United States Ex Rel. Buttcher v. Yeager, 288 F. Supp. 906 (D.N.J. 1968)

US District Court for the District of New Jersey - 288 F. Supp. 906 (D.N.J. 1968)
August 30, 1968

288 F. Supp. 906 (1968)

UNITED STATES of America ex rel. Daniel BUTTCHER, Petitioner,
Howard YEAGER, Warden of Prison, Respondent.

Civ. A. No. 1018-67.

United States District Court D. New Jersey.

August 30, 1968.


COOLAHAN, District Judge:

This is an application for issuance of a writ of habeas corpus pursuant to 28 U.S.C. § 2241 et seq., which the court has permitted the petitioner to file in forma pauperis. Petitioner is currently confined to the New Jersey State Prison, at Trenton, New Jersey, where he is serving a sentence of life imprisonment for murder; sentence was imposed by the Middlesex County Court on June 6, 1966.

Because petitioner pleaded non vult to the charges against him, he did not appeal his conviction. Instead, he filed a petition for post-conviction relief, pursuant to R.R. 3:10A, with the Middlesex County Court. This application was denied by that court, and ultimately by the New Jersey Supreme Court. Because petitioner has exhausted his state remedies all the way to New Jersey's highest court, it becomes clear that he is properly before this court, with respect to issues litigated in his state appeal. See 28 U.S.C. § 2254; Fay v. Noia, 372 U.S. 391, 83 S. Ct. 822, 9 L. Ed. 2d 837 (1963).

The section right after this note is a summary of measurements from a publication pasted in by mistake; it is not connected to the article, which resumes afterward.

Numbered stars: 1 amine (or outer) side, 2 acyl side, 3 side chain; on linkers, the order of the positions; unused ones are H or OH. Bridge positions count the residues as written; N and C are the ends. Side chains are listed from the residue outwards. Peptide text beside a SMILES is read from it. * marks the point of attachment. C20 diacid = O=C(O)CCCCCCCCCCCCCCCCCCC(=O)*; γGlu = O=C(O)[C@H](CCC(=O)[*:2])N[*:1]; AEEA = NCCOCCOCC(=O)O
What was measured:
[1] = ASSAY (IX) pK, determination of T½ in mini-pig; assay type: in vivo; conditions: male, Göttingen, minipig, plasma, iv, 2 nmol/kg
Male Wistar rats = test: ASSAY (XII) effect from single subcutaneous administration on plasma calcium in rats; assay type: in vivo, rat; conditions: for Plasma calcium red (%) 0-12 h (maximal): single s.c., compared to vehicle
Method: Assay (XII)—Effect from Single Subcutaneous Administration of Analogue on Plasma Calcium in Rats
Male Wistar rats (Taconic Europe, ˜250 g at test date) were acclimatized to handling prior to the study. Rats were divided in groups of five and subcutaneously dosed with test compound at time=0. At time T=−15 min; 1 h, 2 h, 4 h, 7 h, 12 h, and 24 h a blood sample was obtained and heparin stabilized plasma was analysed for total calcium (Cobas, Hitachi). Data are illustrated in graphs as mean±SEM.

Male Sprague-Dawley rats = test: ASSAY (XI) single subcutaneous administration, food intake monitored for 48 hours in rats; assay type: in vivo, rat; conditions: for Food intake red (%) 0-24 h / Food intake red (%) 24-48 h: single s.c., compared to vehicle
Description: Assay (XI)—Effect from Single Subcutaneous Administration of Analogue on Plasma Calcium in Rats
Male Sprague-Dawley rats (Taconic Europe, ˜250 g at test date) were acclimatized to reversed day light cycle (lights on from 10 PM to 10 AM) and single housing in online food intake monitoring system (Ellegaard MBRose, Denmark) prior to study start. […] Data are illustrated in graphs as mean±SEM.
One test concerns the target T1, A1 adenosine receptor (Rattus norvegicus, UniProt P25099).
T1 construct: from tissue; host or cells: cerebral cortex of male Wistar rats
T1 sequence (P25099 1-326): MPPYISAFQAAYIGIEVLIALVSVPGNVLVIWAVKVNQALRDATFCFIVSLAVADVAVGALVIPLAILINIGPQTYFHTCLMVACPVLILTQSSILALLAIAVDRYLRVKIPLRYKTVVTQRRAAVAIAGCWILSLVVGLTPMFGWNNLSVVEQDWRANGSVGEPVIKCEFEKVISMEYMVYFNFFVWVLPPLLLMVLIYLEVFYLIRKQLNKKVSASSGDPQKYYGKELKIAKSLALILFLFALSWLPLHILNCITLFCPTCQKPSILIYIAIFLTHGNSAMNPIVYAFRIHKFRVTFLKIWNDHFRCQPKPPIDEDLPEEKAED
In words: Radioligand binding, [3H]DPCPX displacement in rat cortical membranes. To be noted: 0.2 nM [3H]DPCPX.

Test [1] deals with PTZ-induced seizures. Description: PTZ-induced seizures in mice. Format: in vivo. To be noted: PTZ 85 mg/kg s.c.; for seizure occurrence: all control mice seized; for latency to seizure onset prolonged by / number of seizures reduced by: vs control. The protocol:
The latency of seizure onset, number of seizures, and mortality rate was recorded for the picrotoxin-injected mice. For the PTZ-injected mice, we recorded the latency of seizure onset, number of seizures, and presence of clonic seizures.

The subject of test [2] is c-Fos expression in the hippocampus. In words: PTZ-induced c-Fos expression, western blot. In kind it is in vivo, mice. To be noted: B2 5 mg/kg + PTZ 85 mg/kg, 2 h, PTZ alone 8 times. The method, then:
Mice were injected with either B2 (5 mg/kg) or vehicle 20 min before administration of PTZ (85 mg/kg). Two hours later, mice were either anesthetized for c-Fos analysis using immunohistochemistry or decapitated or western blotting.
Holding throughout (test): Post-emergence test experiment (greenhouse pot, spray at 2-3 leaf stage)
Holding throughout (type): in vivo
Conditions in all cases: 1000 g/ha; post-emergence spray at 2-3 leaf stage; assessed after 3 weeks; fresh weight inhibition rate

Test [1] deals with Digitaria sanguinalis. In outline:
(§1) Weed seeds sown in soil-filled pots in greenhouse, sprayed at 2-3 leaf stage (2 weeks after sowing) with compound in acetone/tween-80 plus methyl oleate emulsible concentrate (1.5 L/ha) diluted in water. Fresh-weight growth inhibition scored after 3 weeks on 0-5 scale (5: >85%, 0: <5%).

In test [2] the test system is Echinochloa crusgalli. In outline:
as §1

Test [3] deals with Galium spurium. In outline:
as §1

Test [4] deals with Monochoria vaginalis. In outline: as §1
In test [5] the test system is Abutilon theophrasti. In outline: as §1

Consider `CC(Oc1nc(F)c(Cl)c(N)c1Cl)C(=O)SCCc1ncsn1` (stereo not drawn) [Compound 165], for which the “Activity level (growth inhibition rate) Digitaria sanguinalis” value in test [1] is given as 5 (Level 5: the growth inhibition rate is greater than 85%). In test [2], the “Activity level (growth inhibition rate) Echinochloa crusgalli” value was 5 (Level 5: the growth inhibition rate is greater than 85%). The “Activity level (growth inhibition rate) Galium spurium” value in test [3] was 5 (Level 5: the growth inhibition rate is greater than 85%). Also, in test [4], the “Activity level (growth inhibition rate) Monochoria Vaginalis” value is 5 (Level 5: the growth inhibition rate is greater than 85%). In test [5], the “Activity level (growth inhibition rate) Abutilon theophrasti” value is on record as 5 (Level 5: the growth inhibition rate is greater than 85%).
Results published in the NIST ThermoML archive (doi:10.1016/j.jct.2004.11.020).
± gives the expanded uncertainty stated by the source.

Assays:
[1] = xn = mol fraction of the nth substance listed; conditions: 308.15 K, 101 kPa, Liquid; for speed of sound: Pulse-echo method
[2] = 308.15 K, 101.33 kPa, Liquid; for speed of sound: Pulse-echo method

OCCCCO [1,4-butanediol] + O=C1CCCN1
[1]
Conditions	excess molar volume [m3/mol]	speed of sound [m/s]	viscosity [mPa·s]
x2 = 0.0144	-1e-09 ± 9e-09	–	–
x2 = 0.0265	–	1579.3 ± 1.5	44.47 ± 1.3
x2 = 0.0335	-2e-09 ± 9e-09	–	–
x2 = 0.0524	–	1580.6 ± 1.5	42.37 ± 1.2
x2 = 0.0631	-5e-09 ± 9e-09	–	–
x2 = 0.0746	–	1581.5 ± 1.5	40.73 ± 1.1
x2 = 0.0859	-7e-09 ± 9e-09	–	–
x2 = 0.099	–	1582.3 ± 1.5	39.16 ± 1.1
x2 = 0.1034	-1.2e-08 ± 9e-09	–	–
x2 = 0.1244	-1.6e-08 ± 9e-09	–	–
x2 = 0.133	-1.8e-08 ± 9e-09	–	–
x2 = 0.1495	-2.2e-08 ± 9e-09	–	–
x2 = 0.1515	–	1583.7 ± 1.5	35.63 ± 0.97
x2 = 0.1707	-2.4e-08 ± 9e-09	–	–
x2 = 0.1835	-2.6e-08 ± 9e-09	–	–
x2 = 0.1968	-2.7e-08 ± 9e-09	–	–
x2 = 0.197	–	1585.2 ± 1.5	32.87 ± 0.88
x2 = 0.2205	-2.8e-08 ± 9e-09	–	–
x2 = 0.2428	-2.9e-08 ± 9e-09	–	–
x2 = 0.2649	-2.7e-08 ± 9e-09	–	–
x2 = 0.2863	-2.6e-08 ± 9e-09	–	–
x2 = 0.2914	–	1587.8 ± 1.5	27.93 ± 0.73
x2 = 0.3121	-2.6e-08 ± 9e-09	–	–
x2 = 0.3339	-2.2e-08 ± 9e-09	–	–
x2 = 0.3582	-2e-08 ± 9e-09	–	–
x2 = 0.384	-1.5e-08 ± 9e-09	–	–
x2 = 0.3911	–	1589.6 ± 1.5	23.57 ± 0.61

Petitioner here claims that there was constitutional error in his conviction, in that: 1) his plea was induced by promises of counsel that he would be sentenced to no more than 30 years in state prison; 2) sentence imposed on the petitioner was unlawful, in that his plea of non vult to the charges against him could only effect a conviction of second degree murder; 3) the state law defining the punishment for murder is unconstitutional in that it unduly encourages defendants such as the petitioner to plead non vult to indictments charging them with murder. It is the court's view, however, that all three of these claims are without merit.

Petitioner's first constitutional complaint promises of counsel was considered extensively by the Middlesex County Court during the petition for post-conviction relief. That court held a hearing on the subject, giving petitioner a full opportunity to support his position. He determined not to take the stand during the hearing, relying instead on his own affidavit and that of his father, Charles Buttcher. The witness for the state was petitioner's attorney, Francis J. Lutz, Esq. He was examined and cross-examined thoroughly. At the end of the hearing it was the court's finding that:

it is a fact that this defendant pled guilty with full knowledge of the implication of the sentence without any promise having been made to him by anyone. * * *